Readers of the French language are welcoming and curious about the world, though probably less of a polyglot than the inspirational Armand Robin. It is thanks to them that, year in year out, French editors publish half of their output as translations. For centuries, French literature has availed itself of writings from far afield as it has enriched them. So  it is no suprise that an invitation to come and write in France should provoke interest worldwide.

Some writers seek total solitude here, like lighthouse keepers on the top of the building, looking straight down over the ships and the amazing beauty of the Atlantic harbour landscape. Others appreciate the possibility of meeting readers, writers or critics here, in Paris, or elsewhere in France. And all of them are offered the opportunity of publishing, often for the first time, a piece of their work translated into French.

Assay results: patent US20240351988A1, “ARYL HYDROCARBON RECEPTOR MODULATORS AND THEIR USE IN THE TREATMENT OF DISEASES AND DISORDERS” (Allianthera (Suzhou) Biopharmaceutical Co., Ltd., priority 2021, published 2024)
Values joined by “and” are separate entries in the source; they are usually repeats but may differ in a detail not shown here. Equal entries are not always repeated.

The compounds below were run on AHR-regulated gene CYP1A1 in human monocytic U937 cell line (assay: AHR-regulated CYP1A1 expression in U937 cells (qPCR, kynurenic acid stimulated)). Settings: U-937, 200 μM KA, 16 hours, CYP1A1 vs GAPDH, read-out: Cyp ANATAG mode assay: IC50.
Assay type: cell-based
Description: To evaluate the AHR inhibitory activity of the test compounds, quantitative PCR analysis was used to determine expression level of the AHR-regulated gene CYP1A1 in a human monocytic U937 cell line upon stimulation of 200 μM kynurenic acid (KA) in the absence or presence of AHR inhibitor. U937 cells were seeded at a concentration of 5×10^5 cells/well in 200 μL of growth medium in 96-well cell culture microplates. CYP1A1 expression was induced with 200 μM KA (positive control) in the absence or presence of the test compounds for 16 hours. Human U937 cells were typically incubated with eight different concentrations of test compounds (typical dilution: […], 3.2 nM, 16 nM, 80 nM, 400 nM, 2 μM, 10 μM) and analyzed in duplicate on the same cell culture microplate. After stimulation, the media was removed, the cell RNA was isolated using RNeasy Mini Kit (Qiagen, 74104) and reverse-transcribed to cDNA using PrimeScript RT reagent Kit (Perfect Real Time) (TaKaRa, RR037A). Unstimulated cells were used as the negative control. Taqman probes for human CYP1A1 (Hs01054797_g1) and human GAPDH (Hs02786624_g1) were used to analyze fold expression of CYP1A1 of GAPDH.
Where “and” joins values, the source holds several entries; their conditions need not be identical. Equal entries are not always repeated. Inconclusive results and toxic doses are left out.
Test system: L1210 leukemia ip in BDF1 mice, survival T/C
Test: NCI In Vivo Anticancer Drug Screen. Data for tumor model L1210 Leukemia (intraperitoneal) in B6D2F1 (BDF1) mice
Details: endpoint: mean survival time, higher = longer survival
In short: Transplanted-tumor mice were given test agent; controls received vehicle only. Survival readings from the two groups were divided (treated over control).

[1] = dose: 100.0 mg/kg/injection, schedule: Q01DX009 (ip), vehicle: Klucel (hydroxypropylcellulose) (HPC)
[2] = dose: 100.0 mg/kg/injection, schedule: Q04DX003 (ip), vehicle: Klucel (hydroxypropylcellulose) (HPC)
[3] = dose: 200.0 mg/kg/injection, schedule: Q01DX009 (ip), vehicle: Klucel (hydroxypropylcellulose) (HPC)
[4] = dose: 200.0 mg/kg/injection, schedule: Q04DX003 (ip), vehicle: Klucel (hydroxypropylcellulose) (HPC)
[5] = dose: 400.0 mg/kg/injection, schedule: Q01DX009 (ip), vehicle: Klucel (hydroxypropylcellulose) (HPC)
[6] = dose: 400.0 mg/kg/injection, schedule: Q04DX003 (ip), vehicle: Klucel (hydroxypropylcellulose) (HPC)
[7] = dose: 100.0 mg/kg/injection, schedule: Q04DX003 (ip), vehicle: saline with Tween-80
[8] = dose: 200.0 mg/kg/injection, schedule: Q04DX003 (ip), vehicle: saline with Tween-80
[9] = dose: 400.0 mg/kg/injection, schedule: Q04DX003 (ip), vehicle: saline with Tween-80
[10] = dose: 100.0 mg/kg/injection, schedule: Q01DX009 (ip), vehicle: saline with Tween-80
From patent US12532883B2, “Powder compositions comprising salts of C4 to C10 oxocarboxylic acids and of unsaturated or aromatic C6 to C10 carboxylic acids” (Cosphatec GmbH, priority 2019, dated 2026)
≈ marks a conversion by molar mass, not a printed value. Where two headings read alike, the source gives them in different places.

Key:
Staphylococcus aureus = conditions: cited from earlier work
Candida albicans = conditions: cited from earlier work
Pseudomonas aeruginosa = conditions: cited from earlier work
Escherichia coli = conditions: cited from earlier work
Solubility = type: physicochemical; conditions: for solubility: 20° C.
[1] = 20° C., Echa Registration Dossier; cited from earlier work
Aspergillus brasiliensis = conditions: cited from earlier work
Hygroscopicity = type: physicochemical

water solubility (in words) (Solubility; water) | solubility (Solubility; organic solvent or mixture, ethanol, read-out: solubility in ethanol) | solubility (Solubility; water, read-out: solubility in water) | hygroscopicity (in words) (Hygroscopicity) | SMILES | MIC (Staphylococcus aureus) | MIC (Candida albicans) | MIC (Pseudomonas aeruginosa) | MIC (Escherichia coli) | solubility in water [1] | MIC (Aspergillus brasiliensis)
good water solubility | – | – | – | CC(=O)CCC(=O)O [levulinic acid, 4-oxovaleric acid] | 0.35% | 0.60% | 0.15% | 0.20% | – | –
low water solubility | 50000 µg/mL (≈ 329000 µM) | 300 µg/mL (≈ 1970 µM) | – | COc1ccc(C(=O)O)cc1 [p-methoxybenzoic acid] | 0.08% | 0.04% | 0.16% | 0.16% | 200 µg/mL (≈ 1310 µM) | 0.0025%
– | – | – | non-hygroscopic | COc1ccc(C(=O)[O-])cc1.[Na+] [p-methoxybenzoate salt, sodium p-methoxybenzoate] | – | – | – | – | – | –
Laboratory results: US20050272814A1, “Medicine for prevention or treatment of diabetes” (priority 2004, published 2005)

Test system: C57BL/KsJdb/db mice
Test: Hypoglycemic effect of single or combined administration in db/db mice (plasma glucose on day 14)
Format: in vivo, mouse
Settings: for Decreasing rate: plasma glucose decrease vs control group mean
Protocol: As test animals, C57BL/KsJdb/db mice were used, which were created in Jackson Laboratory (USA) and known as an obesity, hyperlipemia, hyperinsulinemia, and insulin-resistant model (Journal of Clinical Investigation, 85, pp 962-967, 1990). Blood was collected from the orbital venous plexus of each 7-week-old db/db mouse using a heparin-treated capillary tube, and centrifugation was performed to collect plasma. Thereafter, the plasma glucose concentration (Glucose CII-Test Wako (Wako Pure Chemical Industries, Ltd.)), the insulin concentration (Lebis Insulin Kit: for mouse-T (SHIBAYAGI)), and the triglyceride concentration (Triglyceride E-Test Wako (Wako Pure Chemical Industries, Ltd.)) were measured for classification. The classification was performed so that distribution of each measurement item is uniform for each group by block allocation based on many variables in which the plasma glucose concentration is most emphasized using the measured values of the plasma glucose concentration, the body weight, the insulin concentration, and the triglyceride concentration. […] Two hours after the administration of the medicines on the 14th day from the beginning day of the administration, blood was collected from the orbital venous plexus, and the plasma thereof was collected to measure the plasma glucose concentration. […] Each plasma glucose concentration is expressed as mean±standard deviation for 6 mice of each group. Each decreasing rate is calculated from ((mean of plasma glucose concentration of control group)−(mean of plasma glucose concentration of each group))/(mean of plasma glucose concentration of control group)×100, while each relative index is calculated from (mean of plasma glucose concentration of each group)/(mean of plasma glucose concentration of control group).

Ten years before his Nobel Prize, the M.E.E.T. afforded Gao Xingjian an opportunity to write his plays here and to publish a bilingual edition of his work "Dialoguer/Interloquer". After discovering the first chapter of her novel A lost morning in the sixth issue of the review "meet", Gallimard decided to publish works by Gabriela Adamasteanu. For twenty years, this place of discoveries, with some hundred works in its collection, has been carrying on its own maritime and cosmopolitan enterprise:  to offer a haven, an oasis of calm far from any hustle and bustle, and gather the messages sent out to the sea by this wide network of writers bent over their chart table, looking for the best routes into some privileged harbour in the world.

"I am now in France, in Saint-Nazaire", wrote the Cuban writer Reinaldo Arenas. "I would just want to plead to this glorious sky, to this ocean, that I have the opportunity to contemplate a few more days in order to shelter my terror."

Patrick Deville